"This story is not intended only for Mali, but for all of Africa and beyond"
The distance a crow flies between the Malian capital, Bamako, and Gao in the east of the country is 946 kilometres. A three-hour flight. But it generally takes Ousmane Samassekou much longer to travel this distance between where he lives and the location of his new film, The Witnesses from the Shadows. “The roads are bad so it can easily take one or two days by bus”, he says. “But because Gao is in a militarised zone, often you have to take a detour – through Burkina Faso and Niger – and then it can take twice as long.” Nevertheless, Samassekou regularly makes the trip to film in a centre for immigrants returning, destitute, from their journeys to ‘the promised land’ of Europe – or who didn’t even manage to cross the border into Libya. “Some didn’t even want to go on the adventure, but don’t dare say so. To then return as a failure is terrible. There is a taboo on this subject in Mali. Above all because this impacts the whole family. Everyone has saved up and helped pay for the trip, and they expect a triumphant homecoming. In Mali, immigration is not an individual phenomenon but a family matter. I know from my own experience. I had an uncle who left for Germany 33 years ago and who we never heard from again. This is why the immigrants are willing to talk to me: I understand. For them, it also works almost like a form of exorcism.” Samassekou’s personal experience of the world outside of Mali includes film training and internships in Senegal and France. “As a teenager, I really wanted to be a pilot”, he admits. “After studying economics, by chance I ended up at an art school where they taught film. It was a real eye-opener. At first I made short fiction films, but then through a workshop in Dakar I was introduced to the documentary phenomenon, which – if possible – was an even greater revelation. I knew then, I have found my film style. You don’t play God, staging everything, but rather record the moment – reality.”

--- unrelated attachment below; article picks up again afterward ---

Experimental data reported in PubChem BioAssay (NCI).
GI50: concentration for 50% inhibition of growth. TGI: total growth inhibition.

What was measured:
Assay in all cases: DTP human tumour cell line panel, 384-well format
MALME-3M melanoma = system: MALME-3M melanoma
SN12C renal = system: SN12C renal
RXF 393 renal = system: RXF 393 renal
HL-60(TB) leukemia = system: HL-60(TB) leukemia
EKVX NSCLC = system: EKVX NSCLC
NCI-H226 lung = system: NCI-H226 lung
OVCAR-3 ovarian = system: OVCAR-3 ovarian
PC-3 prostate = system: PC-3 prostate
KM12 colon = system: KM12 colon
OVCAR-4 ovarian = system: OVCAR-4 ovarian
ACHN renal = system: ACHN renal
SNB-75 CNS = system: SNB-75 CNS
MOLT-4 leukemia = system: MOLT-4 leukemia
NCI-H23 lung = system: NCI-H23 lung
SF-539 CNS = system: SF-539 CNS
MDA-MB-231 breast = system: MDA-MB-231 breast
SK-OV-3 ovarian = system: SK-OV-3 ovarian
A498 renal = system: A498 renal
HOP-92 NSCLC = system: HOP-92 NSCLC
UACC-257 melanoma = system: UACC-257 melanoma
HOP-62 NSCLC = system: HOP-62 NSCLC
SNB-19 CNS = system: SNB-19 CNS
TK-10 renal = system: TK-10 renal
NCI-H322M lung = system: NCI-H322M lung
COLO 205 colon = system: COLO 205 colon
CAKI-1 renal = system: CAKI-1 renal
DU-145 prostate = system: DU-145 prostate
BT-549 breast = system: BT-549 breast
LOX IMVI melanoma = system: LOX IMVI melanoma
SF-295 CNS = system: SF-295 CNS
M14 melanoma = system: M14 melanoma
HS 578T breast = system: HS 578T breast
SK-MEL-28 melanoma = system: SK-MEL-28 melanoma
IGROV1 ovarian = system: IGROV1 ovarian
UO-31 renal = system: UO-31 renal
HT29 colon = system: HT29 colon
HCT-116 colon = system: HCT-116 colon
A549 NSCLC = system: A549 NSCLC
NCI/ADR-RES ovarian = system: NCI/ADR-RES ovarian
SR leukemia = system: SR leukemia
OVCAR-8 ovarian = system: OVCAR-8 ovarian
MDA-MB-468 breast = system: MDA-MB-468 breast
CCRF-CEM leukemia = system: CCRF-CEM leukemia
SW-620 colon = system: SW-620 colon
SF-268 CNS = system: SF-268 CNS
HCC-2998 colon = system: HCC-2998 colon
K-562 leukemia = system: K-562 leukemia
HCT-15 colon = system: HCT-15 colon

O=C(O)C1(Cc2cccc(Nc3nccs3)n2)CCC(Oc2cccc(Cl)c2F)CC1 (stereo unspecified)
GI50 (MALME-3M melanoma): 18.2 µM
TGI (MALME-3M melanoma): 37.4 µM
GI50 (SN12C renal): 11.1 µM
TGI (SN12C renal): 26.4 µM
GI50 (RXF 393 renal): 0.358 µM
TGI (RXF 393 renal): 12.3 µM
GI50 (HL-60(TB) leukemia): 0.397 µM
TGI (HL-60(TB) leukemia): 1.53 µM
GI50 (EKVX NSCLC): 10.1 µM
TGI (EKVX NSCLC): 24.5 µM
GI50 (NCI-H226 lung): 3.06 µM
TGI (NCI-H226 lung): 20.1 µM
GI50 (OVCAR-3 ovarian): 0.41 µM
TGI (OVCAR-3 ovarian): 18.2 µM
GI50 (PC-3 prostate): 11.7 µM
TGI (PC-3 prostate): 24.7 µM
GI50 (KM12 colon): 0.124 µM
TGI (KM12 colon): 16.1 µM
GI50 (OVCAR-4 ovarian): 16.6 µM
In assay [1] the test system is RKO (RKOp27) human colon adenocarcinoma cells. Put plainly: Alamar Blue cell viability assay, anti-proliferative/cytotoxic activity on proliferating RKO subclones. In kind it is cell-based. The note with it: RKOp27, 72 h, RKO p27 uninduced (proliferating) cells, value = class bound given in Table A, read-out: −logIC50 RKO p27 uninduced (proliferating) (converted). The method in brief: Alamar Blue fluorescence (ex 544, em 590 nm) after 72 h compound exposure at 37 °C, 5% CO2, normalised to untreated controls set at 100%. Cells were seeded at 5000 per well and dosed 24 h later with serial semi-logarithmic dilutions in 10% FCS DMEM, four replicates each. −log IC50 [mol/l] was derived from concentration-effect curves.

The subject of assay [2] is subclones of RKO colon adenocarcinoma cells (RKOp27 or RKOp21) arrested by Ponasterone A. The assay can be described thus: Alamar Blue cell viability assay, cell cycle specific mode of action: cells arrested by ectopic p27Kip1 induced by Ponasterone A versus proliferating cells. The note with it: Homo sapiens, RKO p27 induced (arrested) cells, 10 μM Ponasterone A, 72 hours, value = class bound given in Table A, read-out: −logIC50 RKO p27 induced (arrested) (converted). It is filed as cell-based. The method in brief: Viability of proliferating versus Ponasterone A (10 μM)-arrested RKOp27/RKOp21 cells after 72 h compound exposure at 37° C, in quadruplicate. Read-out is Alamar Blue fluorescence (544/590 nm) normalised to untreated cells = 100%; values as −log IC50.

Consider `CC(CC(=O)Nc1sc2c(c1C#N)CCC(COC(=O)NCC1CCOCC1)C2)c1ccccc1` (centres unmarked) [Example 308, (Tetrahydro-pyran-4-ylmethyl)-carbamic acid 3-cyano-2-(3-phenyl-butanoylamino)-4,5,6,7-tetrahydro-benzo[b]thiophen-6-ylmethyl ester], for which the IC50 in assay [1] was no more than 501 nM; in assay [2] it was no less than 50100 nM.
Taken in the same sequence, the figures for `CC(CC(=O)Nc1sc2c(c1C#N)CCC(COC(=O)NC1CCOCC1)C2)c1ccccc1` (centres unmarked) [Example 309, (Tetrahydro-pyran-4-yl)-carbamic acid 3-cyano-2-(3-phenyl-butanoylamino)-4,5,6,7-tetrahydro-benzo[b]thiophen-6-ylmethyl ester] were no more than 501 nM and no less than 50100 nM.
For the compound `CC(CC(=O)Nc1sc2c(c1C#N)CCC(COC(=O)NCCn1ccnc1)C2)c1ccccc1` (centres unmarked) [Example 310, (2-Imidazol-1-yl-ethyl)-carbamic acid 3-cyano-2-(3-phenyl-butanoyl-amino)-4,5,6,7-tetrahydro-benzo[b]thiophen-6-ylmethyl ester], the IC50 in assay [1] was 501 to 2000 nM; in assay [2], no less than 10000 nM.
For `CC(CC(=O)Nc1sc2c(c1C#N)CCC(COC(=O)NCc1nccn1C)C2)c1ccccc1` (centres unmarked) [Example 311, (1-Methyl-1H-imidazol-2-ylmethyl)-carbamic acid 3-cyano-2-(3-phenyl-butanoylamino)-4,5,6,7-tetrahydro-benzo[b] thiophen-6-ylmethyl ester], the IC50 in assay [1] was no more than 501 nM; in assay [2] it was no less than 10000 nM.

In addition, not unimportantly for Samassekou: directing documentary films is often very personal. His first feature-length documentary film, for example, was about the student protests in which his best friend lost her life. The next project, which he is currently working on, will be at least as politically committed, but will have a very different tone and style. And this has a lot to do with Samassekou’s participation in the 2019 IDFAcademy Summer School. “I showed my trailer for The Witnesses from the Shadows – this was the first time I received feedback from non-Malian viewers. Two Colombian colleagues immediately recognised the story of returning immigrants. Others also responded positively. For me, this was confirmation that I had hit on a universal subject and that I am on the right track. Because this story is not intended only for Mali, but for all of Africa and beyond.” “In the workshops, I was always being asked about the story of my uncle and whether this is included in the film. This wasn’t the case. My first trailer consisted mainly of observations, shots filmed by hand. But thanks to the Summer School, I now have a stronger presence in the film myself. I am now alternating the footage shot in the reception centre with calm, poetic images of the desert – the extreme heat during the day and the cold at night, which make a link to my own family story, which is also presented in the voice-over.”